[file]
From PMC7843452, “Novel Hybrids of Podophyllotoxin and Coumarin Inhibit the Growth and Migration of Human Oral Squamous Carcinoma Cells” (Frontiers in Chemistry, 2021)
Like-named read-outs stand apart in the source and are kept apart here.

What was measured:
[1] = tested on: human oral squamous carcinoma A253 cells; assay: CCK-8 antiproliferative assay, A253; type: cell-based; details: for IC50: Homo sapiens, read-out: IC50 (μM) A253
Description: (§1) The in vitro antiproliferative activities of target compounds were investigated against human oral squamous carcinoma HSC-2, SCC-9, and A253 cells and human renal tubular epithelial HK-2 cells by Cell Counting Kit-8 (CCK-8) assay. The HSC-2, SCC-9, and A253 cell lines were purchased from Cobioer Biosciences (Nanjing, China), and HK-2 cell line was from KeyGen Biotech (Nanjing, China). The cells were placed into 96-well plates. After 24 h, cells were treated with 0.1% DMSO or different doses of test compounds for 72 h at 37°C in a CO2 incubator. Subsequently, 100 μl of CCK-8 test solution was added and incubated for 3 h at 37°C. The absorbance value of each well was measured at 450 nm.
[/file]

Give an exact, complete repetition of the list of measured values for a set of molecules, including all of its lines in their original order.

From PMC7843452, “Novel Hybrids of Podophyllotoxin and Coumarin Inhibit the Growth and Migration of Human Oral Squamous Carcinoma Cells” (Frontiers in Chemistry, 2021)
Like-named read-outs stand apart in the source and are kept apart here.

What was measured:
[1] = tested on: human oral squamous carcinoma A253 cells; assay: CCK-8 antiproliferative assay, A253; type: cell-based; details: for IC50: Homo sapiens, read-out: IC50 (μM) A253
Description: (§1) The in vitro antiproliferative activities of target compounds were investigated against human oral squamous carcinoma HSC-2, SCC-9, and A253 cells and human renal tubular epithelial HK-2 cells by Cell Counting Kit-8 (CCK-8) assay. The HSC-2, SCC-9, and A253 cell lines were purchased from Cobioer Biosciences (Nanjing, China), and HK-2 cell line was from KeyGen Biotech (Nanjing, China). The cells were placed into 96-well plates. After 24 h, cells were treated with 0.1% DMSO or different doses of test compounds for 72 h at 37°C in a CO2 incubator. Subsequently, 100 μl of CCK-8 test solution was added and incubated for 3 h at 37°C. The absorbance value of each well was measured at 450 nm.